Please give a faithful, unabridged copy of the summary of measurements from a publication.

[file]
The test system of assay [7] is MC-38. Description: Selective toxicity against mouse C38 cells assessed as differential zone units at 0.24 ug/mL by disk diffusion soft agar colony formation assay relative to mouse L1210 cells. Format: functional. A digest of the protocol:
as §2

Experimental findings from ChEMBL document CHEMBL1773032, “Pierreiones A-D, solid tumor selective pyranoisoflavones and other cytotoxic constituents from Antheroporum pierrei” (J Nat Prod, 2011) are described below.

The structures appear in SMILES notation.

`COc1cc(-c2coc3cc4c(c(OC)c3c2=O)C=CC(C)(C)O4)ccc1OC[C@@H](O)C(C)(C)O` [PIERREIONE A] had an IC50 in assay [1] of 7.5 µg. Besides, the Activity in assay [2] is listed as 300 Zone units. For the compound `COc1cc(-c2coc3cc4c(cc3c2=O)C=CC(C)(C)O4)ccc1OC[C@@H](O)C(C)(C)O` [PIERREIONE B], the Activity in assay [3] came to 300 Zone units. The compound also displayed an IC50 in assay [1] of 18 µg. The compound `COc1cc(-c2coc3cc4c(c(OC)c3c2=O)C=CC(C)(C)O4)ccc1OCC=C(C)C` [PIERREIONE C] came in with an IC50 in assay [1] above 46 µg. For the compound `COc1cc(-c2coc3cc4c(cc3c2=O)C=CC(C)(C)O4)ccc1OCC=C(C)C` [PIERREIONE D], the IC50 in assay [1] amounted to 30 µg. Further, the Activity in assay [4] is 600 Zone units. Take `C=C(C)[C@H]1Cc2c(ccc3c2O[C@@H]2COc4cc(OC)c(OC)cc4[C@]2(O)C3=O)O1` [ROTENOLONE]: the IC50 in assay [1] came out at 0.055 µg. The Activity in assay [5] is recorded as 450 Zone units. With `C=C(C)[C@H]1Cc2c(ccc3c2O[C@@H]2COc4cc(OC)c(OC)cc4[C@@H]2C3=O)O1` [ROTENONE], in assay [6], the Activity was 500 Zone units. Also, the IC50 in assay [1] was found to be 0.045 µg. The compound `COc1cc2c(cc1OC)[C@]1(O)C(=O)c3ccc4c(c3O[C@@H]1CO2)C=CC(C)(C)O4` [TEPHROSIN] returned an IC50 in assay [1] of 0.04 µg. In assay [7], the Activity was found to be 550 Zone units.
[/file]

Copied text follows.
The test system of assay [7] is MC-38. Description: Selective toxicity against mouse C38 cells assessed as differential zone units at 0.24 ug/mL by disk diffusion soft agar colony formation assay relative to mouse L1210 cells. Format: functional. A digest of the protocol:
as §2

Experimental findings from ChEMBL document CHEMBL1773032, “Pierreiones A-D, solid tumor selective pyranoisoflavones and other cytotoxic constituents from Antheroporum pierrei” (J Nat Prod, 2011) are described below.

The structures appear in SMILES notation.

`COc1cc(-c2coc3cc4c(c(OC)c3c2=O)C=CC(C)(C)O4)ccc1OC[C@@H](O)C(C)(C)O` [PIERREIONE A] had an IC50 in assay [1] of 7.5 µg. Besides, the Activity in assay [2] is listed as 300 Zone units. For the compound `COc1cc(-c2coc3cc4c(cc3c2=O)C=CC(C)(C)O4)ccc1OC[C@@H](O)C(C)(C)O` [PIERREIONE B], the Activity in assay [3] came to 300 Zone units. The compound also displayed an IC50 in assay [1] of 18 µg. The compound `COc1cc(-c2coc3cc4c(c(OC)c3c2=O)C=CC(C)(C)O4)ccc1OCC=C(C)C` [PIERREIONE C] came in with an IC50 in assay [1] above 46 µg. For the compound `COc1cc(-c2coc3cc4c(cc3c2=O)C=CC(C)(C)O4)ccc1OCC=C(C)C` [PIERREIONE D], the IC50 in assay [1] amounted to 30 µg. Further, the Activity in assay [4] is 600 Zone units. Take `C=C(C)[C@H]1Cc2c(ccc3c2O[C@@H]2COc4cc(OC)c(OC)cc4[C@]2(O)C3=O)O1` [ROTENOLONE]: the IC50 in assay [1] came out at 0.055 µg. The Activity in assay [5] is recorded as 450 Zone units. With `C=C(C)[C@H]1Cc2c(ccc3c2O[C@@H]2COc4cc(OC)c(OC)cc4[C@@H]2C3=O)O1` [ROTENONE], in assay [6], the Activity was 500 Zone units. Also, the IC50 in assay [1] was found to be 0.045 µg. The compound `COc1cc2c(cc1OC)[C@]1(O)C(=O)c3ccc4c(c3O[C@@H]1CO2)C=CC(C)(C)O4` [TEPHROSIN] returned an IC50 in assay [1] of 0.04 µg. In assay [7], the Activity was found to be 550 Zone units.